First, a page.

Hushed by the sound of rain, they sleep. Lying side by side – children, grandparents, mothers and fathers – breathe deeply and dreaming of tomorrow.
Not so far from the slumbering mud house, the banks of the Shire River quiver and crumble. The raging torrent; bloated and full with mud and debris, slams its full weight into the curves of the river, devouring it and dissolving all hope of a peaceful sunrise. A wall of water builds its strength; higher and higher, onward and outwards, closer and closer.
Like a sponge, the family blanket soaks up the chocolate brown liquid, cooling the family beyond comfort and waking them with just a whisper of bad news.
The whisper soon becomes ‘shouts’…screams even, frantic activity. A single chicken bursts through the open door and clambers onto the rim of a plastic bucket. The tied up goat bleats helplessly, begging for freedom, its calls muffled by the wind and rain. Pots, cups and pans begin to float, hovering near a weak point in the wall. And the children wake; screaming, frightened and cold – ‘Mommy why is there a river in our house?’
It’s 2am and the rain keeps coming, belting down with relentless anger. As lightning lights up the night sky, the panicked villagers are seen clambering for safety, up trees and towards higher ground, some kilometers from them. The water is rising quickly and within one hour, the entire area – dotted with villages, schools and crops – is submerged. Families must swim or find something to cling to and hope that help comes. But for many – too old, too young or too weak to fight the wall of water – are swept away into the darkness and swallowed whole, their screams of terror, muted.
In the early morning hours, the suns light fights through the thick cloud and continual rain, revealing the immense expanse of water and the ‘nothingness’ of a place that was once ‘everything.’ 176 people died in these floods and up to 200 000 people are currently displaced.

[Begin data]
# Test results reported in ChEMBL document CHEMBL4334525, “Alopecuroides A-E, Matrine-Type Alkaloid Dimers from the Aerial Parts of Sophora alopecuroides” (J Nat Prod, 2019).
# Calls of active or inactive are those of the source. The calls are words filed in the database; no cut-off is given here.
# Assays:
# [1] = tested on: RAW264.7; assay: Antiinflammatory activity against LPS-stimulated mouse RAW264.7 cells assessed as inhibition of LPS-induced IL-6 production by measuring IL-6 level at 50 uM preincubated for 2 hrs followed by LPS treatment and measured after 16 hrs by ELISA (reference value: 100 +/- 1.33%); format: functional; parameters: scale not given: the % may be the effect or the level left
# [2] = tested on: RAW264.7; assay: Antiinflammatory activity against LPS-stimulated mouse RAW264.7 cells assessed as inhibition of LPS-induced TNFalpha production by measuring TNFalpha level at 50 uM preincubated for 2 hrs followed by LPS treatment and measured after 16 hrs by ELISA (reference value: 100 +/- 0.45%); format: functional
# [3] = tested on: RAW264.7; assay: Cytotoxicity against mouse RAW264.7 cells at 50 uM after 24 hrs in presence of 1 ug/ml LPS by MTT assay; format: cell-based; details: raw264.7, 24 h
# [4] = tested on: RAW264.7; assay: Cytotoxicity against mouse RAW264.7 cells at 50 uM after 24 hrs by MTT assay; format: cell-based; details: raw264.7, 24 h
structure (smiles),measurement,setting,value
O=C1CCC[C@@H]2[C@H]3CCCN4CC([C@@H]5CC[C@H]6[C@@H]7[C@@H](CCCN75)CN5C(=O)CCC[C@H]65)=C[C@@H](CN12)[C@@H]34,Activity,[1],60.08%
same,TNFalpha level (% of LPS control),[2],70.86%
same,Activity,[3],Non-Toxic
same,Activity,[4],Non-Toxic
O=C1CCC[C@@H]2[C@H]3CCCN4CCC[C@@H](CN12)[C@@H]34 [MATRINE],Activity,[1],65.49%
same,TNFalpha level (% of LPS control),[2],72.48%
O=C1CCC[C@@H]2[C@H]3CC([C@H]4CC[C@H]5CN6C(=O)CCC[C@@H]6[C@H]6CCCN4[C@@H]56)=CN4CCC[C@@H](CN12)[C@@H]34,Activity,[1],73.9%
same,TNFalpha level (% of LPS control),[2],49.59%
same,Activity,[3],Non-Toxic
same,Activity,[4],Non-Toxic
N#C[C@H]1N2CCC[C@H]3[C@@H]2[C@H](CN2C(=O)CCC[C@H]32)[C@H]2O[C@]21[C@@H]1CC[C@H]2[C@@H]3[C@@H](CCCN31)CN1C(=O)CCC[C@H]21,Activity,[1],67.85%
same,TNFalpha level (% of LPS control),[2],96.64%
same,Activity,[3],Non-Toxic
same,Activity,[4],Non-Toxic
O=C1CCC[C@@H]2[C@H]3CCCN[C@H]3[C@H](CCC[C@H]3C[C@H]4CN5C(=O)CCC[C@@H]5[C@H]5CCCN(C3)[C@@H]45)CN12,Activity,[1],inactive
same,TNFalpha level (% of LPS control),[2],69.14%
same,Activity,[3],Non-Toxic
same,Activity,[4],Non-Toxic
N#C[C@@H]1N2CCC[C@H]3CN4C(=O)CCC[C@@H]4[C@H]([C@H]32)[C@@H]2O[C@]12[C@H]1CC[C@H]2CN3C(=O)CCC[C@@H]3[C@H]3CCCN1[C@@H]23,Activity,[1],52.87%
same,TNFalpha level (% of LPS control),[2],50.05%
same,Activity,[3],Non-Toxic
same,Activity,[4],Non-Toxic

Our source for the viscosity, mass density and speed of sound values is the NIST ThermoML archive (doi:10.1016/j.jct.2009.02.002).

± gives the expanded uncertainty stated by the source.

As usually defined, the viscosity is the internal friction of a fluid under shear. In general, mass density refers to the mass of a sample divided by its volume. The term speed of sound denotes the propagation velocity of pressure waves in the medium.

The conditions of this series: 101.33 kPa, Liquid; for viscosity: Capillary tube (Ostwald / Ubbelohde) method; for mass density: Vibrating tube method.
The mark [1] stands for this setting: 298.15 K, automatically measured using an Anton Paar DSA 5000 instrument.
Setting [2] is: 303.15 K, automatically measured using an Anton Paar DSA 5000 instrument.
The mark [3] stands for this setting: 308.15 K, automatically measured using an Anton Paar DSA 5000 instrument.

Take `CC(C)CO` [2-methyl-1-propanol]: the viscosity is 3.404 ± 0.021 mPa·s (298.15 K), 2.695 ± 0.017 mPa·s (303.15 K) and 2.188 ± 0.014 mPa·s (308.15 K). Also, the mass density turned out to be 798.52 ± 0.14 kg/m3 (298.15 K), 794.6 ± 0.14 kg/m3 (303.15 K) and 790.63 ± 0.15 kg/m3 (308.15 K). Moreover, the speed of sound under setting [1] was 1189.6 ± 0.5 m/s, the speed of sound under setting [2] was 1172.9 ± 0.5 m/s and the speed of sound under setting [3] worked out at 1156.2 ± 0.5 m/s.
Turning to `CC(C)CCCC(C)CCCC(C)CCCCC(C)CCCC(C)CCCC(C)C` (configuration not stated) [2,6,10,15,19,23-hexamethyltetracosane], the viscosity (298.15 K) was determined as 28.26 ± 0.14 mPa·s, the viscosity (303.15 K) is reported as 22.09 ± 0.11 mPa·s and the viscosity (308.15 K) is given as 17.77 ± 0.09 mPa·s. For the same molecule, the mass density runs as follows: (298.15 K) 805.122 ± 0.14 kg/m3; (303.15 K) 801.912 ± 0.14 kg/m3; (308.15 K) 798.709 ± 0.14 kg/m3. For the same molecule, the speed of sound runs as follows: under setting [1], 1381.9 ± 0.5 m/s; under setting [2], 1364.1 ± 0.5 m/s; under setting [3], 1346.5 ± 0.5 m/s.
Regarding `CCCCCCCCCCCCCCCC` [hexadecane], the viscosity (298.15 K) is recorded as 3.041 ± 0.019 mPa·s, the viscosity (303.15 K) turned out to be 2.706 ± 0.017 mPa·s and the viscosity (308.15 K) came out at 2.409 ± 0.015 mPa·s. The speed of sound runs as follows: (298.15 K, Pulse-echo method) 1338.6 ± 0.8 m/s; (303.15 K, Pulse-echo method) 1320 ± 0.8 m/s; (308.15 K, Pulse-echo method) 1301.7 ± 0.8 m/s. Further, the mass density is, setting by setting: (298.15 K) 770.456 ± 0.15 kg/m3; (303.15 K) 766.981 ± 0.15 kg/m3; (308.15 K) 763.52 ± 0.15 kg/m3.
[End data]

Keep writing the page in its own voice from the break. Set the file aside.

A couple days ago, I took a drive down to Bangula in the very south of the country – an area that was hard hit. I noticed the devastation; of collapsed houses and drowned crops, eroded lands, bridges and railway lines swept away and roads reduced to footpaths. As with any disaster, surviving the rapid surge of water was one thing, but now comes the next deadly challenge – to survive the pools of water -festering with disease, the malaria that comes with ideal breeding grounds for the Anopheles mosquito, food shortages and lack of income with crops being washed away. Sometimes it’s simply a case of not having access to a glass of clean water that can mean life or death. And after surviving a night of hell, clinging to a branch while being battered by water and debris and watching friends and family being swept away – it seems insane that a shortage of ‘basics’ be the reason for a flood survivors death, just when the end was in sight.
If anyone would like to help these people, please take a moment to contact one of the charities listed; it just might be the difference someone so desperately needs for their fate to be changed.
” There is no exercise better for the heart than reaching down and lifting people up.”
Malawi Red Cross – http://www.redcross.mw/
Concern Universal – https://www.concern.net/en/news-blog/responding-floods-malawi-and-mozambique
ADRA Malawi Adventist development and relief agency – https://www.facebook.com/adramalawi
Asian Muslim Relief Aid – https://www.facebook.com/amramalawi
Note the water level on the buildings and the cracks appearing due to the floods.
Some photos of the flooding at ‘home,’ 100 km upstream from the hard hit Nsanje area.
“When we do the best we can, we never know what miracle is wrought in our life, or in the life of another.” – Helen Keller